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Britt’s Seattle Mariners 2020 Offseason Plan: Time to Spend Some Fuckin’ Money

Seattle Mariners 2020 offseason plan: Time to spend some fuckin’ money

Playoff baseball is currently happening, but as Mariners fans, these times are not for us. As the Reds and Braves game plays in the background, without me paying any attention to the score, it makes me sad that baseball that I’m interested in watching is over for the year. Sure, I’ll probably take a glance at the World Series, or tune into a few innings of the LCS if either of them reach game seven. But baseball is a regional game, one that doesn’t draw me to watch regardless of which two teams are playing. In baseball, I need a team I care about to be playing.

Unfortunately, I care about the Seattle Mariners. So, instead of watching tense, exciting postseason baseball with good players and good teams, I’m going to tell you what the Mariners need to do this offseason to try to earn their way back into the playoffs. What are my qualifications? Well, for one, my 28-32 prediction was just one game off of the Mariners’ 27-33 record this season. That do anything for you? How about the fact that I read a lot of baseball websites, and like analytics a lot? Maybe the fact that I talk about this sport in a small group chat and also one-on-one with a handful of other friends? Boom, motherfuckers, I’m qualified.

So now that it’s been established that I know what I’m talking about, it’s time for Jerry Dipoto and Mariners ownership to listen up and do exactly as I say if they want to live make it to the playoffs by 2022. Many teams are run by slimy and sleazy business jerks that will probably try to use the pandemic as a reason to further reduce offseason spending than they already have been, despite these franchises being valued in the billions of dollars.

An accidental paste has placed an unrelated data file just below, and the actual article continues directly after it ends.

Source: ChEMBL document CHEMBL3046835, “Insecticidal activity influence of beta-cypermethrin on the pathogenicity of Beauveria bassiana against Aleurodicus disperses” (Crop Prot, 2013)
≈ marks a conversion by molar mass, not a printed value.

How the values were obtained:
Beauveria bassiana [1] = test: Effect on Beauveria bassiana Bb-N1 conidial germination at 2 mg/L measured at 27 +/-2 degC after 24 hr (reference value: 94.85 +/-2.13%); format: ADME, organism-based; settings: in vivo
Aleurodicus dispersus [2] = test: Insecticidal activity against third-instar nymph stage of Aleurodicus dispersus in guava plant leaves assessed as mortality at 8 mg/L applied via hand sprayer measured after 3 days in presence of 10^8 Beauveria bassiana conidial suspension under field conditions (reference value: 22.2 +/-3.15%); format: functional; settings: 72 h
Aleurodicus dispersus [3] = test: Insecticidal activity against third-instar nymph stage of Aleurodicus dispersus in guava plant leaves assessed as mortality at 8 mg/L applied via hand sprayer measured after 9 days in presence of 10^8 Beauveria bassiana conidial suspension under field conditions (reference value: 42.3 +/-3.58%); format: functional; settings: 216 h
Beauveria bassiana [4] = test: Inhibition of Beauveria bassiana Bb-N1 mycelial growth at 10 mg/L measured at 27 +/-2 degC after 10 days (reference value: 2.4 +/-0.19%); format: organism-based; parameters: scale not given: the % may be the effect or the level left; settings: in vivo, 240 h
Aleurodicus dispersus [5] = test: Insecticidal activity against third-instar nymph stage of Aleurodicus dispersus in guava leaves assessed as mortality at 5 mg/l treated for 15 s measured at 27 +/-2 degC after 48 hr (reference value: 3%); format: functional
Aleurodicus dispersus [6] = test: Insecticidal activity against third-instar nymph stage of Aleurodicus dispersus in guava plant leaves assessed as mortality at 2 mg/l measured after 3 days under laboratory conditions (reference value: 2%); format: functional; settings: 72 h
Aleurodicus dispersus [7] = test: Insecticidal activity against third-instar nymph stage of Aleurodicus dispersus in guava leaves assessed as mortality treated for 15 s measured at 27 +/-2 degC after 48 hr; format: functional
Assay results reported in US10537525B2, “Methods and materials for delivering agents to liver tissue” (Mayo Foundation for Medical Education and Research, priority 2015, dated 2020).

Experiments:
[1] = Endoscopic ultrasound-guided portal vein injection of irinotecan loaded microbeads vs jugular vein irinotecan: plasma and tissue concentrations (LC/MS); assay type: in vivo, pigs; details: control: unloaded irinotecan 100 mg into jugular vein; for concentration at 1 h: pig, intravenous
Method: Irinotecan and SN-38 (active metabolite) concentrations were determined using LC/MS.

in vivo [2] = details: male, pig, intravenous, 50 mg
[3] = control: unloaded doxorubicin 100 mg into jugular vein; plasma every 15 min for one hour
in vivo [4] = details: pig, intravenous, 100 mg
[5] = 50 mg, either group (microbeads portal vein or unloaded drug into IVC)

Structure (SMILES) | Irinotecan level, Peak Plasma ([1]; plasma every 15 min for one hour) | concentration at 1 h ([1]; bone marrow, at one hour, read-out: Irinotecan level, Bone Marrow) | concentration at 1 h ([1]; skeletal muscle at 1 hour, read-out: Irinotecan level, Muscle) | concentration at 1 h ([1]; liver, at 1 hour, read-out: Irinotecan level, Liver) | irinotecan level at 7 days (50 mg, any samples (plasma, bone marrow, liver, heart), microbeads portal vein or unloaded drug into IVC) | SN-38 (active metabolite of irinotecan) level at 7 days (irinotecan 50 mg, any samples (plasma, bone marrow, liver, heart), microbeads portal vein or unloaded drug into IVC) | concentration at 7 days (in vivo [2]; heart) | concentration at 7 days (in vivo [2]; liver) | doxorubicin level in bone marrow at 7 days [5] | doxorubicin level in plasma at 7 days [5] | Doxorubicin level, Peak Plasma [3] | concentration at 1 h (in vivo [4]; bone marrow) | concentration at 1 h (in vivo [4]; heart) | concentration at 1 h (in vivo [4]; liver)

The Mariners will likely be one of these teams, so much of this will likely ultimately end up being wish casting. I mean, the Mariners could easily afford to open the wallet and the top free agent for the next five offseasons and their ownership would still be rich as fuck, but they’d instead rather lay off a bunch of scouts making pennies just so Kevin Mather and John Stanton don’t have to make any fewer pennies themselves. It sucks, they suck, they’re giant assholes, et cetera. So after detailing what I would do, I’ll be sure to write a shorter, less-interesting plan of what I expect the Mariners to actually do. It won’t be as fun, I promise you that! “They” actually spend more on 2021 than I would, but on one-year deals that allow them to be cheaper long-term.

Now that I’ve wasted four paragraphs of your time burying the lede, it’s time to get into the super sweet, super sexy offseason moves, baby. Remember, first we’re doing what I would do and what the Mariners should do. Their much stinkier and worse actual moves will be predicted second.

Sign C J.T. Realmuto to a five-year, $125 million contract.

How do you get the best catcher in the league, still in the midst of his athletic prime, who has spent his last two seasons on a playoff contender that has fallen short, to come sign with a team that hasn’t made the playoffs in two decades? You give him a whole fuckin’ lot of money. Like, considerably more than any other team will want to give to a catcher who will turn 30 before opening day 2021.

Yasmani Grandal’s four-year, $73 million deal, given to him just before his age-31 season last offseason, is good for framing just how much more I think the Mariners need to spend than a team that’s already good to get Realmuto. Both catchers are regarded as great pitch-framers, with Realmuto perhaps getting a slight edge there. Grandal, on the flipside, is a slightly better hitter (.343 career wOBA to Realmuto’s .333), and is a switch hitter, while Realmuto is just a righty. Still, both players have been roughly 4-5 WAR players over their last three seasons, so you could say they’re pretty close to equally valuable. It’s just going to take the “Seattle Mariners tax” to get Realmuto to choose to come here, which I’m going to say for him is about $7 million per season, and one additional year.